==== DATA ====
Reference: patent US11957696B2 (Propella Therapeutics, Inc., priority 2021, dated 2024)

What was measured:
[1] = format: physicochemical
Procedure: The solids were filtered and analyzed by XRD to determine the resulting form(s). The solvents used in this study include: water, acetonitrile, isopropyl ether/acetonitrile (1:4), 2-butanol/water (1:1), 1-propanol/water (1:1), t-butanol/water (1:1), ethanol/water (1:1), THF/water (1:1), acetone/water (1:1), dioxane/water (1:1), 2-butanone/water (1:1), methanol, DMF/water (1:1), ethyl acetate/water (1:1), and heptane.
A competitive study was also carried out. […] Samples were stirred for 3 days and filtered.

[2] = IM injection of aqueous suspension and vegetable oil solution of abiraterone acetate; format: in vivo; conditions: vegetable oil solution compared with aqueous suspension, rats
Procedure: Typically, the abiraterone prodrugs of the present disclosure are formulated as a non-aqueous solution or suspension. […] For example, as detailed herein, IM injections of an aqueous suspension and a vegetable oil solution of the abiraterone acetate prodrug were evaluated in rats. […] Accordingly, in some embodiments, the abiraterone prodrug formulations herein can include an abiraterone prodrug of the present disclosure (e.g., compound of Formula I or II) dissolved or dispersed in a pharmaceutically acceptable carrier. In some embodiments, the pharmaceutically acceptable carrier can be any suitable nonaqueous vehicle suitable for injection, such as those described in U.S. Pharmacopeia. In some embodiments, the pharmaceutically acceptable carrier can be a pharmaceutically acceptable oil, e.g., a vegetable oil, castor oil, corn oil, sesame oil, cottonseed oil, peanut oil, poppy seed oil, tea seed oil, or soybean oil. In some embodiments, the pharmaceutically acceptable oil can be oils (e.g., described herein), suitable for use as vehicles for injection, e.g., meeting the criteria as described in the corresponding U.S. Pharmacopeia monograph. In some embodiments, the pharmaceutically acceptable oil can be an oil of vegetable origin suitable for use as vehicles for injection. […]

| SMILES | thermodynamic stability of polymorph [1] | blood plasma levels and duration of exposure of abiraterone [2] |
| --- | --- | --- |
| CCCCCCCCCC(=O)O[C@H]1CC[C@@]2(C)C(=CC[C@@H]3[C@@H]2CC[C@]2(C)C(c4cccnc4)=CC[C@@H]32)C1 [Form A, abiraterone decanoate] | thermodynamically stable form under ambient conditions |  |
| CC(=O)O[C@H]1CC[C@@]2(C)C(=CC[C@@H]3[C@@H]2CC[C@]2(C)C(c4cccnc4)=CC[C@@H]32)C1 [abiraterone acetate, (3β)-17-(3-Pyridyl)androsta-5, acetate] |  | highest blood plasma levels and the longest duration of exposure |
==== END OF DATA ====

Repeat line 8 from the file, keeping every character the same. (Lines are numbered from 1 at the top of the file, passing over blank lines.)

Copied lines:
| SMILES | thermodynamic stability of polymorph [1] | blood plasma levels and duration of exposure of abiraterone [2] |